An N95 mask theoretically provides more protection but that protection comes from forming a tighter seal around your face. I found that the N95’s structure and shape were better than a surgical mask but breathing was much harder at effort and the overall experience was much less comfortable. At least the material isn’t sucked into your nostrils or mouth, so you’re drawing new air from the entire surface area of the mask and not just the tiny area covering your nostrils. It’s also a lot warmer. Anything above an easy pace was progressively less comfortable. Some N95 masks have exhalation check valves. (Respro masks do too.) They are more comfortable because your exhaled breath can more easily be vented rather than being held tightly in the mask. Technically exhalation valves defeat the purpose of containing your respiratory droplets from possiblly infecting others. On the other hand, ad hoc face coverings and surgical masks are also inherently leaky. So it’s all rather academic. (In this case I mean literally academic since little research has been done on the comparative efficacy of ad hoc face coverings—I’m only aware of one study.) In my experience I have less fogging than with a surgical mask but it’s not completely gone. It probably has to do with the seal around the edge of the mask. We’ve seen almost no N95 masks being used by other cyclists and the ones we’ve seen have all had exhalation valves.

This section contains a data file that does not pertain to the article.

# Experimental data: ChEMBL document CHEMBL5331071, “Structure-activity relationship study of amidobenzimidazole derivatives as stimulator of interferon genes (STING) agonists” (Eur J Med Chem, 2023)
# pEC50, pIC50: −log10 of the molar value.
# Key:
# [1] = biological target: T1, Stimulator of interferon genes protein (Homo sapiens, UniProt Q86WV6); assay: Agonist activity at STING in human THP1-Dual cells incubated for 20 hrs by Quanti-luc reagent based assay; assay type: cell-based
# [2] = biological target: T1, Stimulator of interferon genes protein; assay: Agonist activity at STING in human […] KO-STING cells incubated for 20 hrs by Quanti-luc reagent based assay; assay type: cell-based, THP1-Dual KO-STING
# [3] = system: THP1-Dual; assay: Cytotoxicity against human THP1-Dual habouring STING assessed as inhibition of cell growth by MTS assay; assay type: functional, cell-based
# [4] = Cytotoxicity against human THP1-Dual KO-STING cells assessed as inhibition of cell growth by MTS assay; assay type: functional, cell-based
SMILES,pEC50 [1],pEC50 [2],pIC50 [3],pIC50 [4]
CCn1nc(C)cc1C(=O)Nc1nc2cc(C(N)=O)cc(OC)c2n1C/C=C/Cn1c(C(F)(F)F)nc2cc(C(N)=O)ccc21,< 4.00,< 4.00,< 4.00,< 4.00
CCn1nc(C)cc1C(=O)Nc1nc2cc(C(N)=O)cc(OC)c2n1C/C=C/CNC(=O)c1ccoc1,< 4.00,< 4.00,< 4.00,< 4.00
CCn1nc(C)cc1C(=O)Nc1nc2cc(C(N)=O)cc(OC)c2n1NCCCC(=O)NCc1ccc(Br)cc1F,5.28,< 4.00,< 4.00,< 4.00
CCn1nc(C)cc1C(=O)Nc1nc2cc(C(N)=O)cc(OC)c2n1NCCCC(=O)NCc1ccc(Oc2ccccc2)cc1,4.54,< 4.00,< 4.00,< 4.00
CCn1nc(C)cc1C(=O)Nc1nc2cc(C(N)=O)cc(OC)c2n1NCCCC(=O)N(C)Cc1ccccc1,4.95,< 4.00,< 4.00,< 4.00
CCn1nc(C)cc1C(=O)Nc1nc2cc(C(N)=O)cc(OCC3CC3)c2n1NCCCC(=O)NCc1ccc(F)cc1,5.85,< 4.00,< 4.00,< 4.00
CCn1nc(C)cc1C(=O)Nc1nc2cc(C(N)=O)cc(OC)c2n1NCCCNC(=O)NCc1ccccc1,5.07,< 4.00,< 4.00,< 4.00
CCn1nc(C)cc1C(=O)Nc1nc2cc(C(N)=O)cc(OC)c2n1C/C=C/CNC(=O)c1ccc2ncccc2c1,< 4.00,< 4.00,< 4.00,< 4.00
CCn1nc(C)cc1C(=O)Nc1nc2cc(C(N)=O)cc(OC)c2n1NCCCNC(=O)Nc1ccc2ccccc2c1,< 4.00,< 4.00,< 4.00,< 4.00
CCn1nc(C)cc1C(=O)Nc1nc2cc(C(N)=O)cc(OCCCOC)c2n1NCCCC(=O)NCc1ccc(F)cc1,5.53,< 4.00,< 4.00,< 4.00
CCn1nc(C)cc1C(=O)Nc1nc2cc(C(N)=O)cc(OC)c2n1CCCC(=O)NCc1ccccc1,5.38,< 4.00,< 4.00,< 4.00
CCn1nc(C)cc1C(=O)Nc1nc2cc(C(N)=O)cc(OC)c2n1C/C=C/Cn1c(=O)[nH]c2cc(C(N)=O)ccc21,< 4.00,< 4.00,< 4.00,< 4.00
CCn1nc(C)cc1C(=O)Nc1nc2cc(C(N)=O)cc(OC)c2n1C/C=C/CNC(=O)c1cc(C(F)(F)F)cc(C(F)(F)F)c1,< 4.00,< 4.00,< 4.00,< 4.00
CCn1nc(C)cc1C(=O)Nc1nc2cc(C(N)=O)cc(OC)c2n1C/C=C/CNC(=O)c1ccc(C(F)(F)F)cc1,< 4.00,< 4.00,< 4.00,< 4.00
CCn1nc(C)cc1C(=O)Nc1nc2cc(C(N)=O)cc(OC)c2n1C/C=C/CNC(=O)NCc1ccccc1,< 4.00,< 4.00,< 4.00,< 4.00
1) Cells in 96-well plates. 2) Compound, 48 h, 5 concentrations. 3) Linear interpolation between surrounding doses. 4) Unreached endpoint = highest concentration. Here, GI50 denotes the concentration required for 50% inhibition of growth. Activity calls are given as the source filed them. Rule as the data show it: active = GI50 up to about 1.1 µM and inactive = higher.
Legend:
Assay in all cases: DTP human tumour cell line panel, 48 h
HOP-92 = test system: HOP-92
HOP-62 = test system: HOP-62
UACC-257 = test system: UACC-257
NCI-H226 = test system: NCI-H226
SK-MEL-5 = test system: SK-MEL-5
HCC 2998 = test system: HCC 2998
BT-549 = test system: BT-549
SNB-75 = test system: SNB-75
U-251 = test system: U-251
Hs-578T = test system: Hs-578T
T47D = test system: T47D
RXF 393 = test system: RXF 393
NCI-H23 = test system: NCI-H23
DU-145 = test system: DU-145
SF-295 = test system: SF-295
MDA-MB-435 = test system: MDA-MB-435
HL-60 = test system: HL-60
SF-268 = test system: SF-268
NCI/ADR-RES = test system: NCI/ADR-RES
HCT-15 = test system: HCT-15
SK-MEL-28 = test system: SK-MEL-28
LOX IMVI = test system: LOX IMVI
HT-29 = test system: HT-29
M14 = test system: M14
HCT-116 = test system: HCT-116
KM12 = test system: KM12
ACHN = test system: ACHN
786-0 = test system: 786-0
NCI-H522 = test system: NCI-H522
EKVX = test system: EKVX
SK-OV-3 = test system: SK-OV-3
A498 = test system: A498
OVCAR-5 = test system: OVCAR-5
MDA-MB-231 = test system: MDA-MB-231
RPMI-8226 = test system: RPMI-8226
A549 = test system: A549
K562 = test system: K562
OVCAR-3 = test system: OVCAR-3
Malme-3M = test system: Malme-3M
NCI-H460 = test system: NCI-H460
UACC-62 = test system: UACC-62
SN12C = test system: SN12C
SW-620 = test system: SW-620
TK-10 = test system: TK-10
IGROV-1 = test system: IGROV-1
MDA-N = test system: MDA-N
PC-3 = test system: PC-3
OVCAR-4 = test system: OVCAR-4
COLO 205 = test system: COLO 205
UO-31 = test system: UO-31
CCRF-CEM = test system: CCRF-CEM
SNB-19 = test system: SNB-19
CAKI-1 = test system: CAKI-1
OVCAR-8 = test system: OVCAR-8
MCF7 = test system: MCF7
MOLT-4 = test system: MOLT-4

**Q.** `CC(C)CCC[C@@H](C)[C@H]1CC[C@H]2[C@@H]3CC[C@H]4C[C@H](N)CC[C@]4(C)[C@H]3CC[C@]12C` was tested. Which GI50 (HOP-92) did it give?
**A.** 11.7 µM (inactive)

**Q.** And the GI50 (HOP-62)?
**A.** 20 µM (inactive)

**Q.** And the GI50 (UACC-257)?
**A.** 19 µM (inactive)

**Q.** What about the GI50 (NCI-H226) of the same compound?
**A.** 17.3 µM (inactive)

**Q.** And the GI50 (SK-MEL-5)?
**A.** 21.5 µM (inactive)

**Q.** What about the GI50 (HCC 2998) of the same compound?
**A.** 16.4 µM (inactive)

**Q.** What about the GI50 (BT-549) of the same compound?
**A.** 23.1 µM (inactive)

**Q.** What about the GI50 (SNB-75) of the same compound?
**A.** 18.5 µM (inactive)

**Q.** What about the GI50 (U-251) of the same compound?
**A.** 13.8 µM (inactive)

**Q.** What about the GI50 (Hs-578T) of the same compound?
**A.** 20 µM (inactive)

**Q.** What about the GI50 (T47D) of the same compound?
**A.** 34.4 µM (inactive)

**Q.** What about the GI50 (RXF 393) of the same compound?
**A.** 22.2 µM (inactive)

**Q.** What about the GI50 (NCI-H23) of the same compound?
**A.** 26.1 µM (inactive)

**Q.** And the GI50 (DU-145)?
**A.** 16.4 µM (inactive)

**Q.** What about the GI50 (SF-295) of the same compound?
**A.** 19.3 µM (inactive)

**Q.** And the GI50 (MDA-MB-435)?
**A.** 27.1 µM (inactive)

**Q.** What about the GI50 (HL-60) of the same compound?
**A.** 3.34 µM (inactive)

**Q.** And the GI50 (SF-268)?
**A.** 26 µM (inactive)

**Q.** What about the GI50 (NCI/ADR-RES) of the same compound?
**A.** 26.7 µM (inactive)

Respro is a British cycling face mask company. Their products are aimed at cyclists who want to avoid inhaling air pollution but they make a range of masks now including the Bandit, which is essentially a sophisticated handkerchief! Unfortunately Respro has been hammered by the COVID-19 pandemic in the UK and can no longer manufacture enough for domestic sale let alone internationally. I happen to have one that I picked up in the UK years ago. You can read about my use of it during the 2018 Camp Fire here. This fits even more tightly around your mouth and nose than an N95 mask—it forms a great seal. It’s also surprisingly easy to breathe through. Why? I’m not sure but the large surface area of the filter probably helps. It has exhalation check valves like some N95 masks—the valve ports open when you exhale and close when you inhale, so it’s easy to exhale and your mask doesn’t fill up as uncomfortably with warm, humid air. The filters are replaceable too. But as I mentioned previously it’s warm (being made of neoprene rubber doesn’t help) and although easier to breathe through it’s less comfortable than a (structured) surgical mask. You won’t want to do any prolonged, hard efforts while wearing a Respro. They’re also pricey—about $40-plus. And like N95s you can’t find any for sale right now.